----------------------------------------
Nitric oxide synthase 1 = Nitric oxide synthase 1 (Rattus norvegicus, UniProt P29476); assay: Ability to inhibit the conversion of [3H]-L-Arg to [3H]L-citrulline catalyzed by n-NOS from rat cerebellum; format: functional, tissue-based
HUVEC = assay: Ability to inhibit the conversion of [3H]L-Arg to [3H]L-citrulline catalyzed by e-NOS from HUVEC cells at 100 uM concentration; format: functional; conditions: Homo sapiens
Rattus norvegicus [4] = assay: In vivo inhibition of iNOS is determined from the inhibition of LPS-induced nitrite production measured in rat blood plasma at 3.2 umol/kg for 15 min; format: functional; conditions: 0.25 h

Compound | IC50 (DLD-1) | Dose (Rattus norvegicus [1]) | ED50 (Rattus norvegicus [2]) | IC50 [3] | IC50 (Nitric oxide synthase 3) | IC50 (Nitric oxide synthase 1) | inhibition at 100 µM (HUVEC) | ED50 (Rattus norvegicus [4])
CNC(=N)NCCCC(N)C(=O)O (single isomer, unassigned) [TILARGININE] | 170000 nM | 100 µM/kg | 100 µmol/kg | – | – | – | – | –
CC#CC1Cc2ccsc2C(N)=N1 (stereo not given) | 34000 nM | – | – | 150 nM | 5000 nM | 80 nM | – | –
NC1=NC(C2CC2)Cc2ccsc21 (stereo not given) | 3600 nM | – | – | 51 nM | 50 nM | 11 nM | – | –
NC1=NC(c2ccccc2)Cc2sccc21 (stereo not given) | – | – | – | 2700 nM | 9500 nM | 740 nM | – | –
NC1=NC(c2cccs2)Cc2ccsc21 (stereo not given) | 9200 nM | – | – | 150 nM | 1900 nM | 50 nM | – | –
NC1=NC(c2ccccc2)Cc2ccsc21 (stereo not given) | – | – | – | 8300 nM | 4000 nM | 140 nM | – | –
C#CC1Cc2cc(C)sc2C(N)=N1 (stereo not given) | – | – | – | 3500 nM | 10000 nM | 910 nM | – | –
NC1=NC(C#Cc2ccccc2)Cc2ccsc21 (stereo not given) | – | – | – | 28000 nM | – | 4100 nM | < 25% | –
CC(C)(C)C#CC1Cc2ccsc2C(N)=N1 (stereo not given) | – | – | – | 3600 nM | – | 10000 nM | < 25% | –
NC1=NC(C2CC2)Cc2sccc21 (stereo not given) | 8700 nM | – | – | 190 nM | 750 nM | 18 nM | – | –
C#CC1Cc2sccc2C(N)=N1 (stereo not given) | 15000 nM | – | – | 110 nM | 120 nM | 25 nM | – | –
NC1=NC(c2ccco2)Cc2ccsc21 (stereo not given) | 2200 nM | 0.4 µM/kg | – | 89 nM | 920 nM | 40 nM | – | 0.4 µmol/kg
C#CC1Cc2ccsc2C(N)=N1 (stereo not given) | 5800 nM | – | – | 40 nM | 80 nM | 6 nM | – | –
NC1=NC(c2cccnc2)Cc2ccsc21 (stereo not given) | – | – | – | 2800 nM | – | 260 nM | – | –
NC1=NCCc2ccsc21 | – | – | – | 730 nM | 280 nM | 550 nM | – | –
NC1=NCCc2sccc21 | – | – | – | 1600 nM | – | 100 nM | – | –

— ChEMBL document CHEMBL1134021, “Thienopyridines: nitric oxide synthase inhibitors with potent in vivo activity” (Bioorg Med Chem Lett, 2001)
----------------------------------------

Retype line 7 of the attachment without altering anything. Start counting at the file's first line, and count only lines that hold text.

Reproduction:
NC1=NC(C2CC2)Cc2ccsc21 (stereo not given) | 3600 nM | – | – | 51 nM | 50 nM | 11 nM | – | –